This is not the first time that this issue has arisen. Just under a year ago when the Tour de France visited Belgium, the same problem occurred whereby the Flemish government took over the drug testing on the day that the Tour finished in Antwerp. The samples (none of which were from Belgian riders) were taken to Gent for analysis, rather than the French national anti-doping laboratory in Châtenay-Malabry. This meant that no EPO testing could be carried out on these samples, as the Gent laboratory was not accredited.

At the time, the UCI pointed out that "the specification of controls was written in the Flemish language, which is against the rules of the anti-doping commission, therefore the aforementioned controls will not be considered valid by the UCI."

"It appears to us that the recent call by the World Anti-Doping Agency (WADA), aiming to unify controls, is completely justified and necessary," said the 2001 statement, which was reiterated yesterday: "It does not seem logical that one authority be in charge of the controls and another of the disciplinary procedures, with different regulation basis."

The UCI will meet tomorrow in Aigle to discuss the consequences on the organization of the 2002 Road World Championships in Zolder.

Vandenbroucke wants to race in August

Frank Vandenbroucke is hoping that he'll be able to race again in August, and have a good end of season. That will depend on the decision made by the disciplinary commission of the Flemish Government on Thursday, June 27, who have the option to suspend him for possession of illegal drugs. But if they do, their power is only limited to Belgium, so VDB could still race in other countries. Hence the frustration of the UCI.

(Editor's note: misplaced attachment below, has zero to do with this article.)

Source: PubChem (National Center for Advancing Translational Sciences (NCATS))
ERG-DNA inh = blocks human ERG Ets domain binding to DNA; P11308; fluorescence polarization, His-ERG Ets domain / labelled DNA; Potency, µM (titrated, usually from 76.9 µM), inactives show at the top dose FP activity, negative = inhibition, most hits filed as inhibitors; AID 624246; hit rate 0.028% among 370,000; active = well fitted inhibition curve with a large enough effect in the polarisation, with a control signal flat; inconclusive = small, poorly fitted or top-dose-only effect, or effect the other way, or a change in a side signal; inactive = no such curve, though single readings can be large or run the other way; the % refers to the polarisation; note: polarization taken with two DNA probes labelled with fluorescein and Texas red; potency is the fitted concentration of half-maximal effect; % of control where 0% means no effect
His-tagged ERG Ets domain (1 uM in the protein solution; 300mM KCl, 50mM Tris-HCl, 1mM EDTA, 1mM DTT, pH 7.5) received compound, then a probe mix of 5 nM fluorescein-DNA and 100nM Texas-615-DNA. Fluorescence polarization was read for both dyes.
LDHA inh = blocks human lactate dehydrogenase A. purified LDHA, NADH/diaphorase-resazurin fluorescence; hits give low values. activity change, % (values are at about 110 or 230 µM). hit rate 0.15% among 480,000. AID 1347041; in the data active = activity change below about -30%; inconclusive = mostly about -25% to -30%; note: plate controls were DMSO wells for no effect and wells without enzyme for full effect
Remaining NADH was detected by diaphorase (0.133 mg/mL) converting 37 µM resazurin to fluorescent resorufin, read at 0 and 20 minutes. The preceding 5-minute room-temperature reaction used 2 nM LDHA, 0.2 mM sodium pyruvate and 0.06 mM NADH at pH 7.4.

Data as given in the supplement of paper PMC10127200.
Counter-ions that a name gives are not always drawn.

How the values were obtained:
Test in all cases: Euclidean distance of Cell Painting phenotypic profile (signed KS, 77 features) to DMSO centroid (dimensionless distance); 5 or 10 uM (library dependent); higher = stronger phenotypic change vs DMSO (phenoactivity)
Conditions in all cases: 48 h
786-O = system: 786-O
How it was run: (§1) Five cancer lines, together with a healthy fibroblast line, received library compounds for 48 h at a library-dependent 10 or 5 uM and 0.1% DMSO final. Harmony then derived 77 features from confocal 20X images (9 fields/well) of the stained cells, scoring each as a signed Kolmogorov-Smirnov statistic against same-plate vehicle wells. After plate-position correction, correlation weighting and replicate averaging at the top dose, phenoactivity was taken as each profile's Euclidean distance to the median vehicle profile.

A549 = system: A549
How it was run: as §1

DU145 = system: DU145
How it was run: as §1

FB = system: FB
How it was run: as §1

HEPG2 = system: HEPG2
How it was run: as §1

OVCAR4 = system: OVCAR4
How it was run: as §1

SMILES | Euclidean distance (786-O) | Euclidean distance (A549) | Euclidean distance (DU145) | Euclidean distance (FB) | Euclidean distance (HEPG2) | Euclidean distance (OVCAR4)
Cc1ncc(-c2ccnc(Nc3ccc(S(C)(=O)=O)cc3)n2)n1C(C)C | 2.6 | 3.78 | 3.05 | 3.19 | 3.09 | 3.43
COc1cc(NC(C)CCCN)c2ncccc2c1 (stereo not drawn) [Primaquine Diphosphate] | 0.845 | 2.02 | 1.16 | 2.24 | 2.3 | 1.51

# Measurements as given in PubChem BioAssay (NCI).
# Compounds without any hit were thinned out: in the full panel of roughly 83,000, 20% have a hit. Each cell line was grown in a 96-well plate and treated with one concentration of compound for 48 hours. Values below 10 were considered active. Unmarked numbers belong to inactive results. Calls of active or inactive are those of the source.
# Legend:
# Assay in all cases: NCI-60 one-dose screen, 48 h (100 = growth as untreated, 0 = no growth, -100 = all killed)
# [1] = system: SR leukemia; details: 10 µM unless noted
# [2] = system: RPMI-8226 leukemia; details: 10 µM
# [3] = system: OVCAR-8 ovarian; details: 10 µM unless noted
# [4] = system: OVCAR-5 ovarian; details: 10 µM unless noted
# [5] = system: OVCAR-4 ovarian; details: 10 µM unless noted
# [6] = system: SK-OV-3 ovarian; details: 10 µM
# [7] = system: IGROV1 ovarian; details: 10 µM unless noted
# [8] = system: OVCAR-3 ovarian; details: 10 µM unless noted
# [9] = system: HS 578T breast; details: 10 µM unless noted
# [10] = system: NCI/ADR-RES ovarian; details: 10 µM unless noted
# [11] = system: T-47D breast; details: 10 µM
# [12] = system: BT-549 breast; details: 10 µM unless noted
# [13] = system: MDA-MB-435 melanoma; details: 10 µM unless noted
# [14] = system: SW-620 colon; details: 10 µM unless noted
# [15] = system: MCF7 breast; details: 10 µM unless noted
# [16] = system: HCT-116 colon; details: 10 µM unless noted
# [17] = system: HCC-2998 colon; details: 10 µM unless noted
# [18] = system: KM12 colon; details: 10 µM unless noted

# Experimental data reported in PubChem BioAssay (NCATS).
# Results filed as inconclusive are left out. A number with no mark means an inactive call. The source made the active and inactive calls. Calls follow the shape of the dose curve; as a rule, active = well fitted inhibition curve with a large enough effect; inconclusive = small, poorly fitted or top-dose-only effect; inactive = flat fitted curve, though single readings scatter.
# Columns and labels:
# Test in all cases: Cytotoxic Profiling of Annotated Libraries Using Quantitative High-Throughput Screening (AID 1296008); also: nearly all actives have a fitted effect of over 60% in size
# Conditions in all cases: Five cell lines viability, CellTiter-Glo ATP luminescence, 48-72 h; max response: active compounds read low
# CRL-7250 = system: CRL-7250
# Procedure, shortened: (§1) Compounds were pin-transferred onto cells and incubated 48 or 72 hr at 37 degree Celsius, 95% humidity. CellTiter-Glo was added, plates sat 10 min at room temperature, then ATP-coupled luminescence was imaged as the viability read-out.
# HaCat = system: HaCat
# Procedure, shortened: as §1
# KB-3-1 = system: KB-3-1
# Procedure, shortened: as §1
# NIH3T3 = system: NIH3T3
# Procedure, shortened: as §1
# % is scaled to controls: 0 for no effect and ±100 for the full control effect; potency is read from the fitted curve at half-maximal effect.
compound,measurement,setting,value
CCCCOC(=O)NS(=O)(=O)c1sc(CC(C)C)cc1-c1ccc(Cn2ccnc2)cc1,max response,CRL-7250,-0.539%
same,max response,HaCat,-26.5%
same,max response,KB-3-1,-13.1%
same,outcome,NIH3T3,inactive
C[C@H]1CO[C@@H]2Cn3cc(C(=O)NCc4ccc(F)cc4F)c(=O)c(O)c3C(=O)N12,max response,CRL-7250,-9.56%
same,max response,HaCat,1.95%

Vandenbroucke will have to find a team to ride for, but this should not prove problematic. Domo-Farm Frites, who were required to sack him in March, have kept good contacts with him, but there are several other teams who would also live to have him on their roster. His agent Paul De Geyter has not ruled out an offer from Collstrop-Palmans.

Noel Demeulenaere working on a Crack new team

Noel Demeulenaere, a big wheel in Belgian cycling, has plans for a new Belgian-sponsored first division team next season. The details of the team are expected to be announced within two weeks, but it has nothing to do with the possible merger of Domo and Lotto.

"In the last few days there has been an enormous evolution in cycling," he said to Belga newsagency. "First there was the rumour that Lotto and Domo would combine, then on Tuesday the news came that Mapei would stop at the end of the year. I was in the meantime busy with the foundation of a team, but apparently now there are new possibilities from all directions."

Two sponsors have been named: Quick Step (parquet floor manufacturers, currently co-sponsors of Mapei-Quick Step) and Crack (a Belgian furniture manufacturer, believe it or not). Could we see a Quick Step-Crack jersey in the peloton next year?

Demeulenaere says that he is weighing up the options at the moment, but "It's certain that I will have a new first division team next season. There are good riders who will be free from Mapei-Quick Step stable. But also with the fusion of Lotto and Domo, that I think will happen, there will be riders looking for a new employer."